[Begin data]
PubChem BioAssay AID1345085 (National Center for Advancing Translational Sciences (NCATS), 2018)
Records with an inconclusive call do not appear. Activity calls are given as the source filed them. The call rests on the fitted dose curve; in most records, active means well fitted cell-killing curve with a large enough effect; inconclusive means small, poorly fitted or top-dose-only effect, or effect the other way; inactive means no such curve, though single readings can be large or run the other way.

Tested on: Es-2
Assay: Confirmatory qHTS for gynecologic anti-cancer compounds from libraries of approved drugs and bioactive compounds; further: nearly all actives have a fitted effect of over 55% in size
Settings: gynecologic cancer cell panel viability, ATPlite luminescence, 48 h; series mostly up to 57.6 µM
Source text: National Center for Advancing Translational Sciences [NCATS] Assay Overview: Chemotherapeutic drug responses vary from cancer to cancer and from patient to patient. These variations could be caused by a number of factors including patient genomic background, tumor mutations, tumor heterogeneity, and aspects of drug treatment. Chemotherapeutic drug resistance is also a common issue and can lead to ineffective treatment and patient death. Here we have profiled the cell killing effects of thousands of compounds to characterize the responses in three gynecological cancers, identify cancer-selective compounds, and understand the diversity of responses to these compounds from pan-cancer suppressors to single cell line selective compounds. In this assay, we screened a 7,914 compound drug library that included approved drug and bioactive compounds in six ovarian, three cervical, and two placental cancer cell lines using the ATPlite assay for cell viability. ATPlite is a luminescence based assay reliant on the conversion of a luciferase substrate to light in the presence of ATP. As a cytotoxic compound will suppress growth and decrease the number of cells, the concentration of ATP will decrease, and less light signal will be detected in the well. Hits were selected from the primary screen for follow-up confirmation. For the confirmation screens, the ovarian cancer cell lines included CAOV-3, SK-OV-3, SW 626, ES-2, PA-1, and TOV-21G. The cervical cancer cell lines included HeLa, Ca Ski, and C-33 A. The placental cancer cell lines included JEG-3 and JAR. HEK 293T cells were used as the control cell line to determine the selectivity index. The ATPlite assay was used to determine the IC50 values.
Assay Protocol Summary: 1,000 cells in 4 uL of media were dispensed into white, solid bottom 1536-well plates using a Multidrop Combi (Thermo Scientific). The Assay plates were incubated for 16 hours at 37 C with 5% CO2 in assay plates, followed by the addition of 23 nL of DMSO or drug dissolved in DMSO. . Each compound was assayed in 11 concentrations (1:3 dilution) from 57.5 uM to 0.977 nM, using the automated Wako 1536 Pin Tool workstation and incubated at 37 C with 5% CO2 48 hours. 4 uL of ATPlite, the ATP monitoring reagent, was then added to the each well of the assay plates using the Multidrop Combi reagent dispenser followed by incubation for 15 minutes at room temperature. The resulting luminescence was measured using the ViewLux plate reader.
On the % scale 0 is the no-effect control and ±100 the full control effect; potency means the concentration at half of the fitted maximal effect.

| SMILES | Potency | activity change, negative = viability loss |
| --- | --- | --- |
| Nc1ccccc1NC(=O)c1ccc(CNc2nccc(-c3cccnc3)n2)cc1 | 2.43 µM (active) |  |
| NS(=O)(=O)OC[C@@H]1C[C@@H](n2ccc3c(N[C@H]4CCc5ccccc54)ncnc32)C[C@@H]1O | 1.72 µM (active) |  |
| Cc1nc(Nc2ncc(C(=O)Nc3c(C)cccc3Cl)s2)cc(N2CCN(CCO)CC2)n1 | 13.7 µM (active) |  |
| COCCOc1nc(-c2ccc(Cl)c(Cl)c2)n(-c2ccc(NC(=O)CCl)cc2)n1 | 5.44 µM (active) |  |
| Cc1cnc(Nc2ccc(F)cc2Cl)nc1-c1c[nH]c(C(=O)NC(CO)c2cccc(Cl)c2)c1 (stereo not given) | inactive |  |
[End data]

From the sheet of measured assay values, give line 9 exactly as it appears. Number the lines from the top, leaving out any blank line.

| SMILES | Potency | activity change, negative = viability loss |